In a June 28, 2011 opinion in Karlseng v. Cooke, No. 05-09-01002-CV, 2011 WL 2536504, 2011 Tex. App. LEXIS 4868 (Tex App. June 28, 2011), the Texas Fifth District Court of Appeals vacated a $22 million arbitration award for the arbitrator’s failure to disclose personal contacts with one of the lawyers on the case. The opinion underscores the duty of arbitrators not only to make disclosures but also to avoid a “head in the sand” approach by making reasonable efforts to determine whether matters they are aware of should be disclosed.

The award was rendered in a partnership dispute arbitrated under the auspices of JAMS. The parties selected a former federal magistrate judge, Robert Faulkner, as their single arbitrator. Faulkner disclosed that he had served in another arbitration involving one of the attorneys for the claimant but answered “no” to all other questions, including whether he had personal, social, or business relationships with any of the parties or their attorneys.

Attorney Brett Johnson appeared in the case five days after the arbitrator made his disclosures and was listed as lead counsel on claimant’s claim for relief. Faulkner never made additional disclosures, and he and Mr. Johnson introduced themselves as if they did not know one another at the beginning of the arbitration.

After the $22 million award was entered, the losing party developed what the court here termed “substantial evidence of a personal, social, and professional relationship” that had existed for years between Johnson and Faulkner before the arbitration began. The relationship included periodic socializing between Faulkner, Johnson, and their wives; dinners they attended together; a visit by Johnson and his wife to Faulkner’s home; and attendance at a Mavericks basketball game. Numerous business calls and emails included both personal and professional communications. There was no evidence any such contacts occurred during the pendency of the arbitration; and Faulkner testified that although he recognized Johnson upon meeting him at the arbitration, he had forgotten most of these contacts until his wife reminded him shortly before his testimony in the vacatur proceeding.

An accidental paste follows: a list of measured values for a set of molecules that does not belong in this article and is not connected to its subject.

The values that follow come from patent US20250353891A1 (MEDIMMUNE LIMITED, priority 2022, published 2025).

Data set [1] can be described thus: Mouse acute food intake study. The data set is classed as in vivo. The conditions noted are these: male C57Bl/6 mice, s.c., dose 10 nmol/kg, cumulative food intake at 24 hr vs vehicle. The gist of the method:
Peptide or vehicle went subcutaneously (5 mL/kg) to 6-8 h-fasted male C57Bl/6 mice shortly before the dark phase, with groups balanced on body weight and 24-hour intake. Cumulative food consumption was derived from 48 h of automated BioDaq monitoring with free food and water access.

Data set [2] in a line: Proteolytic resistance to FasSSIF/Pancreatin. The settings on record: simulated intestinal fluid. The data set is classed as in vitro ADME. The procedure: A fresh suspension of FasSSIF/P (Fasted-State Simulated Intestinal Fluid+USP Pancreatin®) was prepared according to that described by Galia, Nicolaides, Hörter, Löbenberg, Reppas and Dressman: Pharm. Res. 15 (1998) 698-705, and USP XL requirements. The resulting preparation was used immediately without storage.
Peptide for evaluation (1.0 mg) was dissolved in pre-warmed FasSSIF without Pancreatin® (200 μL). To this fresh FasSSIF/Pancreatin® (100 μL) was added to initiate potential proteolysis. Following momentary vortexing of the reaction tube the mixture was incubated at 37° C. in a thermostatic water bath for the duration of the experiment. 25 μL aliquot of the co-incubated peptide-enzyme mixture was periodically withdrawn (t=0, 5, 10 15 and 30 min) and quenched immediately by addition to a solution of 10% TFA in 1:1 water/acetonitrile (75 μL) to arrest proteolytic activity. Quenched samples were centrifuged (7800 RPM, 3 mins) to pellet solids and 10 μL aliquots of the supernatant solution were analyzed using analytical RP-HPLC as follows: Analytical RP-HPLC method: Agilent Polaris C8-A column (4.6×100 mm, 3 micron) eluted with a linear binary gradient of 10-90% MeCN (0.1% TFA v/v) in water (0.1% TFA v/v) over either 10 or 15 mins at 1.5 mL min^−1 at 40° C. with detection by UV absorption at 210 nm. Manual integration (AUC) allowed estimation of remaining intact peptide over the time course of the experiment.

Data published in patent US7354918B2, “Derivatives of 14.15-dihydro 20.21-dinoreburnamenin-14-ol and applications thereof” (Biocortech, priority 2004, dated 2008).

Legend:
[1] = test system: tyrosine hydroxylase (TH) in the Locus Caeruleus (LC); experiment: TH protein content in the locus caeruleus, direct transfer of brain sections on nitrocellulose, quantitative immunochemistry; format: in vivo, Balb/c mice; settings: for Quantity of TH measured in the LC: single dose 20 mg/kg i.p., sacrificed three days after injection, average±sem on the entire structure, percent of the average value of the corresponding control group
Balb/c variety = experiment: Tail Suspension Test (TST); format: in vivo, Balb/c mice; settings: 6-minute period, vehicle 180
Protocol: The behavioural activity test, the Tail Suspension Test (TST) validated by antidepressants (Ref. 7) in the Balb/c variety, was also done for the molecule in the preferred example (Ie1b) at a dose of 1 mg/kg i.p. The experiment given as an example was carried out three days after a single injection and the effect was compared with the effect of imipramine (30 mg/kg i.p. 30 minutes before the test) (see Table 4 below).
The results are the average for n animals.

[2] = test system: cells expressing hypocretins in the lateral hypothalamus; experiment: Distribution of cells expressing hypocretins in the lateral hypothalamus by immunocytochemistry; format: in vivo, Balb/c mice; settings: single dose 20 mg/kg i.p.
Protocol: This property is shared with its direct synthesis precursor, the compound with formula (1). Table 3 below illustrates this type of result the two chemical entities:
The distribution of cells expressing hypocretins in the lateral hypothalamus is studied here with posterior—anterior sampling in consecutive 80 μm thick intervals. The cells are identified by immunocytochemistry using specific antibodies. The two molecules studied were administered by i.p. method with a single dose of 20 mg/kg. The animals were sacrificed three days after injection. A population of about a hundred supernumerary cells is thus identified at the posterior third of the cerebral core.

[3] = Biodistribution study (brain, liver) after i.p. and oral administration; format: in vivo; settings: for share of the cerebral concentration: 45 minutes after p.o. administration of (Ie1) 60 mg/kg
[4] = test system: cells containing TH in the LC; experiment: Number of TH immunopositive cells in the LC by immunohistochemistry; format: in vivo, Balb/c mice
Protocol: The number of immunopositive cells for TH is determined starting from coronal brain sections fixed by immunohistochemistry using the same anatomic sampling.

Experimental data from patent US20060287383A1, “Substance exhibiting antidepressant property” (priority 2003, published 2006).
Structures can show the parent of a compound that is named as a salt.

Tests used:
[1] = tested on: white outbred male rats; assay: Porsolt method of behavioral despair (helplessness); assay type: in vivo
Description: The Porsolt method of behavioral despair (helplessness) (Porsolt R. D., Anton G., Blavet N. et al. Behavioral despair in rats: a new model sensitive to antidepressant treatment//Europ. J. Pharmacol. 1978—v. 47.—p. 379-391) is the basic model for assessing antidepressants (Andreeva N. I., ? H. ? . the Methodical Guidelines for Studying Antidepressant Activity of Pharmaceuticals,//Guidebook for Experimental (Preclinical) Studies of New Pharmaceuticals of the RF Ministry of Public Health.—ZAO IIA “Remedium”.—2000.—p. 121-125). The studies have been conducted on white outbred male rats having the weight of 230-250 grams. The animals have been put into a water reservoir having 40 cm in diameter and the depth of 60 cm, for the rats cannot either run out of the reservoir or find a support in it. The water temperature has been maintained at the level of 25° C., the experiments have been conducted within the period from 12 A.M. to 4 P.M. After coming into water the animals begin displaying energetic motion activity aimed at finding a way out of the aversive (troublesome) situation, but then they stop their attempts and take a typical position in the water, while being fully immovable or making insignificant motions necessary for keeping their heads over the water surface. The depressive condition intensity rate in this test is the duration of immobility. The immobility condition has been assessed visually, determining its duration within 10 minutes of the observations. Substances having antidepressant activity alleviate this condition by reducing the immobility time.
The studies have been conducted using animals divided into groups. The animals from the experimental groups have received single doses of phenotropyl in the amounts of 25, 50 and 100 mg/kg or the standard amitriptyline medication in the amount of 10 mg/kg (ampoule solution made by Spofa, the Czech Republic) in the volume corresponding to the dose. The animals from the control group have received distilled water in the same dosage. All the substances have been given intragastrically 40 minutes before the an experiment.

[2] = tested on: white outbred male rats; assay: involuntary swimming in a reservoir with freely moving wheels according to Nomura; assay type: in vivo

In determining that the relationship should have been disclosed, the court considered both social and business connections between Faulkner and Johnson, and rejected the argument that only connections resulting in “pecuniary benefit” were material. The court also considered post-award conduct, including an expensive dinner attended by Johnson, Faulkner, and their wives; a Christmas wine-basket gift to Faulkner from Johnson; and solicitations by Faulkner of other attorneys at Johnson’s firm to attend a business-development roundtable.

The opinion emphasizes the arbitrator’s duty to disclose the relationship rather than placing the duty on the opposing lawyer to uncover it. Moreover, despite Faulkner’s testimony that he did not recall many of the contacts with Johnson, the court held the duty of due diligence “requires a certain degree of introspective reflection.” An arbitrator cannot simply fail to determine whether information known to him is trivial or material and later claim he was unaware of the nature of the information.

The court concluded that the evidence of the undisclosed relationship was “alarming.” “The opinion makes clear that an arbitrator’s duty of disclosure is very high given the “enormous power, responsibility, and discretion vested in the arbitrator and the very limited judicial review of the arbitrator’s decisions.” The opinion also underscores the fact that while vacating an arbitration award is certainly difficult, it is not impossible, and it can be done.